Volvo Trucks investing in better times
“Starting up major building conversion projects in the midst of a recession is unusual but completely logical and correct,” says Johan Jinhage, Site Manager of Volvo Trucks Gothenburg Production. He’s a strong believer in preparing yourself for the future and benefiting from the low rates of production and surplus capacity prevalent in recessions. And he has technical project managers from Coor to help him.
Volvo has a global concept for the factories of the future, and within the auspices of this concept, Johan has been responsible for extensive adaptation of Volvo Trucks’ major plant at Tuve, in the midst of the recession.
The project is called FFT (Future Factory Tuve) and basically means installing two driven lines (according to the conveyer belt principle) in the plant. Driven lines are used at many high-volume production plants round the world at present, and contribute to an efficient assembly process. Several modifications of production premises have been necessary in tandem with installation processes.
Use the recession to prepare for the upturn
Starting rebuilds in the midst of an economic crisis is unusual, but simultaneously completely logical and correct according to Johan.
“The new installation involved a lot of work in our assembly hall, and when we’re at low volume, we’ve got good prospects of closing down one line at a time without our deliveries being affected. Meanwhile, we can use our own people for some of the work to minimise our project costs. By accelerating this installation project in the recession, we’re preparing for the future, when hopefully, volumes have returned,” he adds.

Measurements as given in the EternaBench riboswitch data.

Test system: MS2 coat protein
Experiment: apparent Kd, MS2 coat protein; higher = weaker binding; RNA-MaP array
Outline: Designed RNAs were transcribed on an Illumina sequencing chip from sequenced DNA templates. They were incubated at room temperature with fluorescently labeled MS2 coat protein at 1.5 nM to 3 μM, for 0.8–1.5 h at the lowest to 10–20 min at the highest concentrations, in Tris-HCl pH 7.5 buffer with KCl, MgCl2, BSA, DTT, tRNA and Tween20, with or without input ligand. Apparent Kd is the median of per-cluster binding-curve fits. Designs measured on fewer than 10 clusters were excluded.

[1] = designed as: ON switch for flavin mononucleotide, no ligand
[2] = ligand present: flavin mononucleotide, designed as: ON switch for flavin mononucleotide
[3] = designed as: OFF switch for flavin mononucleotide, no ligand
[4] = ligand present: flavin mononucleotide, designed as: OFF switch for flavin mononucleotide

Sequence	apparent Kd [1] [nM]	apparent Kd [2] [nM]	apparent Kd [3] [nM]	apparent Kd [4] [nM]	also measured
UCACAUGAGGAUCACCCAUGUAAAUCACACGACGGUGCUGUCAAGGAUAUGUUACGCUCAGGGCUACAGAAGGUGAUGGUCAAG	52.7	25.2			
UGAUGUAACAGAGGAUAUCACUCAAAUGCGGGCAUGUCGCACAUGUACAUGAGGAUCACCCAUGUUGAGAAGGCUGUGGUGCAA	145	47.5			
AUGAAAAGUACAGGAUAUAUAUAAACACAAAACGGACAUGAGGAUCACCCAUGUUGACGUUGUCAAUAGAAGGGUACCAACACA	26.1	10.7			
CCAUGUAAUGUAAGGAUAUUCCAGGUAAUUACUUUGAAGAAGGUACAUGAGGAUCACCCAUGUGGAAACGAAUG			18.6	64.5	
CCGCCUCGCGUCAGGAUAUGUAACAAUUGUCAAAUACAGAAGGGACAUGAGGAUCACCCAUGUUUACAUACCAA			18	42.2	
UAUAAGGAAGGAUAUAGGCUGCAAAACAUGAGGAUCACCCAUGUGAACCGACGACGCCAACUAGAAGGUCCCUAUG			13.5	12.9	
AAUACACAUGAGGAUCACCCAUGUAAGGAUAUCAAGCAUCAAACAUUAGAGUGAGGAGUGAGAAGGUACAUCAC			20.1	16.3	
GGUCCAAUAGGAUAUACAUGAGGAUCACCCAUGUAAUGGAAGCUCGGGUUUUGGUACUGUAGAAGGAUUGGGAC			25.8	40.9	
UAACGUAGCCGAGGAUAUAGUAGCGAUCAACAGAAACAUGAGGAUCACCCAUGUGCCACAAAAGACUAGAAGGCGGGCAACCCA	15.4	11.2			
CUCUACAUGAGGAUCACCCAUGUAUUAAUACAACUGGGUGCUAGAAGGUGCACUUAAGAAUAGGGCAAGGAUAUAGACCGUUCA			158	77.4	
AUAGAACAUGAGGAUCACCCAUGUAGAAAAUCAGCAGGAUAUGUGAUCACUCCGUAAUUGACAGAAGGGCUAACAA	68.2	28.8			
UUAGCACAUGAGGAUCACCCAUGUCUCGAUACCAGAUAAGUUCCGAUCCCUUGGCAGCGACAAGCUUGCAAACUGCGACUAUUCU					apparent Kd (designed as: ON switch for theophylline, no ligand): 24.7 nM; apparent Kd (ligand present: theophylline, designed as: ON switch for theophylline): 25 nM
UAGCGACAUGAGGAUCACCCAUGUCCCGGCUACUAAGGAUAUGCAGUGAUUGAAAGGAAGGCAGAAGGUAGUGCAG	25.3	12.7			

Committed support from Coor – right through the process
To help them, Volvo Trucks appointed Coor’s Technical Project Managers. Anna Frohlund, a Group Manager at Coor, tells us about the work she did:
“We were involved right through the project – from the feasibility study when the concept was prepared, to work on implementing and commissioning installations. We were also responsible for adapting premises around the installations. Work went on for an extended period but intensified in 2009, when at its peak, there were eight Coor people involved on the project, says Anna.
Both parties are very satisfied with their close collaboration and its results. The project set major challenges and high demands on co-ordination while production continued.
“With its competence and experience of industrial projects, Coor delivered continuous project management that satisfied our standards well,” notes Johan.
Anna is impressed by how Volvo Trucks used the recession to prepare for an upturn.
“Their thinking was absolutely right. In manufacturing it’s hard to manage wide demand fluctuations. In an upturn, production capacity needs to be maximise. Volvo Trucks has used the recession to increase its production capacity in a segment it really believes in. It’s intelligent, courageous and strong,” adds Anna.
At its Tuve plant, Volvo is well-equipped for the turnaround, and is also starting to see signs of things brightening up. Order bookings to the plant have increased and Volvo Trucks is now reinstating staff it laid off after a difficult time downsizing and running production on tickover.
“We’re feeling cautious optimism, and now that order bookings are increasing, we’re getting our second new flow going. Hopefully, we’ll benefit from all the capacity we’ve got at Tuve now. I’m looking forward to it,” says Johan in conclusion.
Want to find out more?
Get in touch with Anna Frohlund.